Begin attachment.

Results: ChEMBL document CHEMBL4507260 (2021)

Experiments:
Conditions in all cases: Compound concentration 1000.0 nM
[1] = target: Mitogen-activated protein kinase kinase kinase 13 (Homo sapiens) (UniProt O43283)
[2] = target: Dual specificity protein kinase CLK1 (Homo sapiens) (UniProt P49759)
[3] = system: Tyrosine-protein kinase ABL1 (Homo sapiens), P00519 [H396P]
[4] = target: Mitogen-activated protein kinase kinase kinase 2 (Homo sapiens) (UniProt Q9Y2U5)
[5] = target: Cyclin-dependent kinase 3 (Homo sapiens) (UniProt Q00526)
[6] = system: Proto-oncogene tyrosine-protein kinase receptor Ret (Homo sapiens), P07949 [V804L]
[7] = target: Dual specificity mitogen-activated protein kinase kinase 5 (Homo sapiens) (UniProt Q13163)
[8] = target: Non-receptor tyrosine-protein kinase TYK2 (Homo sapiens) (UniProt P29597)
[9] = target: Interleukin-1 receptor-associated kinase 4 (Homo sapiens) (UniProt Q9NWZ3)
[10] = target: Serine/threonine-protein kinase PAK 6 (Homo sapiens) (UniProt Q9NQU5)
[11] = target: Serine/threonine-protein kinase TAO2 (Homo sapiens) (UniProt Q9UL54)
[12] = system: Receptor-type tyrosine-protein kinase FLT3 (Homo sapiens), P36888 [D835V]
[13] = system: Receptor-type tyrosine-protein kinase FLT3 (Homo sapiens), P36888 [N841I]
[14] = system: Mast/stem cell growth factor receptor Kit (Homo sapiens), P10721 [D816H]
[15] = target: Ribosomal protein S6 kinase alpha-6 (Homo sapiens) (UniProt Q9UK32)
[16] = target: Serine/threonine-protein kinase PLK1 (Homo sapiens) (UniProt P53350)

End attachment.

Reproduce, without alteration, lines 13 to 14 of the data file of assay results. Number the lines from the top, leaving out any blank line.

[10] = target: Serine/threonine-protein kinase PAK 6 (Homo sapiens) (UniProt Q9NQU5)
[11] = target: Serine/threonine-protein kinase TAO2 (Homo sapiens) (UniProt Q9UL54)